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Sunday, June 8, 2014

another catch up Confessions of a Wall Street Analyst by Dab Reingold

I read this in March and passed my copy along to our local investment broker.  It was outstanding, enlightening, and somewhat technical in parts.  Part history and part emoir.  .  Published in 2006, Hardback by Harper Collins, 315 pages followed by notes and references.   I  spend time watching our various investments and always have my eye out for a good stock tip.  I have been suckered but once by purchasing United American Petroleum, a wild cat oil drilling operation and fortunately did not loose that much; I  keep that stock today which I call my casino stock, for it was my gamble at which I lost, as a reminder that I am not so smart, regardless of research and   after reading Dan's enlightening memoir about his time as an idealist analyst on Wall Street, I was affirmed.  The small time  investor simply is not able to compete or be as aware as the biggees, so since  one cannot run with the big dogs best to stay on the porch.  We have 2 investment brokers both of whom have done well for us and now I will be content to follow their advice and watch our  various funds grow.   

Most of this occurs during the big days when the dot coms were rising and  greed was  in for the long haul on Wall Street.  Dan enters as a new  analyst recruited for his technical skills with statistics and  ability to model  metrics; while he attempts to remain a purist, not mixing with the marketing sectors of the firms where he is employed as the going gets going it becomes rougher.   He describes what "going over the wall means" in the investment Street lingo, that's when the analysts are engaged to hear marketing and insider information which if they are ethical they must ignore or recuse themselves from commenting  or analyzing the potential of that particular stock.  Dan does this ethical dilemma  straight line to his detriment.  

My tough career in state government which gave me many promotions to higher management and left me many sleepless nights pales in comparison to life on "The Street".  When I read about his real 24/7  always on the clock and flying  from time zone to time zone non stop I knew what weary really meant.  Somehow I could absolutely relate to his perhaps naivete and idealism, been there.    The strategy of stock prices on earnings day was something I had suspected.  Dan  pulls no punches especially when describing his chief rival, Jack Grubman who was the hot shot amongst the analysts but as tainted as they come.  How the firms lure the analysts or try to en mass and how those who move along are able to bring their teams with them was an eye opener.  1997 was the watershed year for the  telecom industry and analysts with the baby bells  doubling annually and growing the internet industries by 1000%,  (Pg 152) and  (Page 103)   How the internet affected  protocols and the entire telecommunications industry is  interesting history now. (pg 100.)  2001 is described as  a year of insatiable desire for bullish commentary by investors.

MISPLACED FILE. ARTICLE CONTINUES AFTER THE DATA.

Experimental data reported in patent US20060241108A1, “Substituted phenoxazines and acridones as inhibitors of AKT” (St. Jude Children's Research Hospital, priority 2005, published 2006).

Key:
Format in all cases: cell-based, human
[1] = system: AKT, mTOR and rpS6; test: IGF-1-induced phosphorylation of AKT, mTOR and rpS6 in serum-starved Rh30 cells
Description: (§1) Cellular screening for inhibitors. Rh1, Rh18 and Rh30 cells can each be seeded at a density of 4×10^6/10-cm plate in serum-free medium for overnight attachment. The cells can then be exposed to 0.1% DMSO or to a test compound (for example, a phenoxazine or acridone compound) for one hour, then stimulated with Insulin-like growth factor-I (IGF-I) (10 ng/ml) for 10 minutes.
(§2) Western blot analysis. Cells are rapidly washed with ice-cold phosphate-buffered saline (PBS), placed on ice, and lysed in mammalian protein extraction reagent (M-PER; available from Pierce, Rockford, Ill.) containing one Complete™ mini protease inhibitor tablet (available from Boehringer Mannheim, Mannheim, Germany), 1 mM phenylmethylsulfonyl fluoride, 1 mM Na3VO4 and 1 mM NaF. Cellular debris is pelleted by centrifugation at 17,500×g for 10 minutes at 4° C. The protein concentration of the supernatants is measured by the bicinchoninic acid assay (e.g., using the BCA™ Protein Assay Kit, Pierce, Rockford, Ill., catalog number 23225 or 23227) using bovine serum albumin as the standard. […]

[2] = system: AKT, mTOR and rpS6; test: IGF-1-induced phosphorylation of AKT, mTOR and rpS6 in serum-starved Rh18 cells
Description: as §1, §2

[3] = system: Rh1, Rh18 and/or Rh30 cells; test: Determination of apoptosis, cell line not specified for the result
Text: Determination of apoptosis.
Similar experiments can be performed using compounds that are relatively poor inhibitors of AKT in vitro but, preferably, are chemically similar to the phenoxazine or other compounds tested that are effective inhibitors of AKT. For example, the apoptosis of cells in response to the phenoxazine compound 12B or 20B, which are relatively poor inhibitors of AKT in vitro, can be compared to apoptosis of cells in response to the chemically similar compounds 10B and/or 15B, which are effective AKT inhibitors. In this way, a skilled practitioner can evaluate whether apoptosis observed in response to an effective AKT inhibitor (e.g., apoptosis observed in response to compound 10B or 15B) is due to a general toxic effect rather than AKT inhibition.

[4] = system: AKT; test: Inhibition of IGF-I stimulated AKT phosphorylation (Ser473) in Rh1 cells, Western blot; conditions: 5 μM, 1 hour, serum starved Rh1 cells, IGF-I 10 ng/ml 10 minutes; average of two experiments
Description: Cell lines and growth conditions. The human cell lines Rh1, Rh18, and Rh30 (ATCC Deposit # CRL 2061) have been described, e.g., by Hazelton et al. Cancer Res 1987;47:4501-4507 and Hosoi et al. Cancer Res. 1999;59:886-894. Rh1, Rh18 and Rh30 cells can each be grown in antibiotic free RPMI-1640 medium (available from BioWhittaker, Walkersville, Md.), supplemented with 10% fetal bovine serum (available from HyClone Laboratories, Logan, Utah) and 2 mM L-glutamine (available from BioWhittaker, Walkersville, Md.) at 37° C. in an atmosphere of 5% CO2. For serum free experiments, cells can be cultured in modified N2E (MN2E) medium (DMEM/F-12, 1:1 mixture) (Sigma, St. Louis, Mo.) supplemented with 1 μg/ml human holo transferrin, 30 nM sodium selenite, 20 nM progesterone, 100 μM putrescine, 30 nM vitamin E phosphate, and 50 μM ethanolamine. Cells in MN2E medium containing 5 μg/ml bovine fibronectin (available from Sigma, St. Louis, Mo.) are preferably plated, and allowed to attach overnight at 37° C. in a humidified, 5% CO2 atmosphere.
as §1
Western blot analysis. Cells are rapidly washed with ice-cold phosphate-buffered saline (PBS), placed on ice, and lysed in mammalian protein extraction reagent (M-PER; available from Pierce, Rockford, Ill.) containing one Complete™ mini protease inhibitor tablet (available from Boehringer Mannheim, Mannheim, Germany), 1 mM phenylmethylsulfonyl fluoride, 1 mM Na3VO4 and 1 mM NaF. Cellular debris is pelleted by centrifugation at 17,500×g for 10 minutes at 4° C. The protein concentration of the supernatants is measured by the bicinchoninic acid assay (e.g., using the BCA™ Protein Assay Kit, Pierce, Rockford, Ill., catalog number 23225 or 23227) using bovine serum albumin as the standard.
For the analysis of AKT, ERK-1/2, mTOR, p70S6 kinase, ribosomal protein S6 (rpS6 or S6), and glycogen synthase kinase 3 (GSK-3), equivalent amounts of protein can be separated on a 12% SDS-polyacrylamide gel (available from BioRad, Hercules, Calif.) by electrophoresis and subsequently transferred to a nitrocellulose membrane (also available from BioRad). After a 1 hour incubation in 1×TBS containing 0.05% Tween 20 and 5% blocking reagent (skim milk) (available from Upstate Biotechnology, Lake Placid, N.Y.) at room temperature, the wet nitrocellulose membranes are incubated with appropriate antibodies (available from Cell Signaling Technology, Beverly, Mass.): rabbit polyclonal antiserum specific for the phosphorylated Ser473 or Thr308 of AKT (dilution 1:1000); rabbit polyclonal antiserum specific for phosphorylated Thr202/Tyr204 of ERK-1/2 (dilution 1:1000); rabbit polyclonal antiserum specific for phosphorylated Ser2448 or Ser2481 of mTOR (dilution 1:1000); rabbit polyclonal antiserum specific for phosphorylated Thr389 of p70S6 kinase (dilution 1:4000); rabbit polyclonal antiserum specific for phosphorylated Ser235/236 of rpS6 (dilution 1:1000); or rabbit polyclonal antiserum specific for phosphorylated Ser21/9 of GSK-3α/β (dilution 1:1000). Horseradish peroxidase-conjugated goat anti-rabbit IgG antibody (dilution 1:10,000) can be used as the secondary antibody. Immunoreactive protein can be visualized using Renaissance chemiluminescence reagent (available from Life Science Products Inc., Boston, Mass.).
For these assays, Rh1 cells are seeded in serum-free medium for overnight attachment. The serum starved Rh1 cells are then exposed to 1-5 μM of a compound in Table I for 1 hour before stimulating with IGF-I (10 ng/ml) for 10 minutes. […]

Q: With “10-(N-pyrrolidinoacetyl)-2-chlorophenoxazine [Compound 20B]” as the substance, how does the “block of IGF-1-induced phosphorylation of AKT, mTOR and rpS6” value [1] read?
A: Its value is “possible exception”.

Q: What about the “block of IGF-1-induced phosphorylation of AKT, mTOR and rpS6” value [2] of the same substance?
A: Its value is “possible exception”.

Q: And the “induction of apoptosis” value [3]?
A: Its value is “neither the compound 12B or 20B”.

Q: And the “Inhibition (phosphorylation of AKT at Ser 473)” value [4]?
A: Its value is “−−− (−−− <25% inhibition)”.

Dan's altruism gets severe knocks as he learns, "it's not what you knpw but who you know."  (Pg 205) The IPO's in these early days were rift with insider games, something he finds hard to accept, but when he questions his arch rival Jack Grubman he is blown off with  the responses that " public  IPO investors are playing in a rigged game, suckers."    

(Pages 18-189) The greed and arrogance is certainly  rough to digest as well as hearing that institutional investors are preferred  over retail brokers representing individuals.  Fidelity is one big institutional that is always  ahead of the game which is  great for bigger Fidelity  clientele.  I really was intrigued as well as alarmed.  I remember the MCI fiasco and the Bernie Ebbers trial well.  He was a real small guy, who became one of the greediest men; he might have lived quite well had not he  been so consumed with greed which fed his arrogance as lived the good life.  This is covered through out the book as well as pages 2-3 of the prologue.  In one year April 2003, World.cpm had amassed $11 billion in fraud.  Those numbers are unfathomable.   (Page 271 & on)    Dan ultimately retires  teaches for a time and closes by saying "I came in as an idealist and left a cynic."  I can say the same for my governmental career so I related to much of his eye opening heart breaking experiences.  

This is a 5 *****.  It  may be too technical for some and although it sat on my shelf for a year  or more I am pleased that I finally read it.   Not for the faint hearted nor for the light reader who only wants entertainment.   

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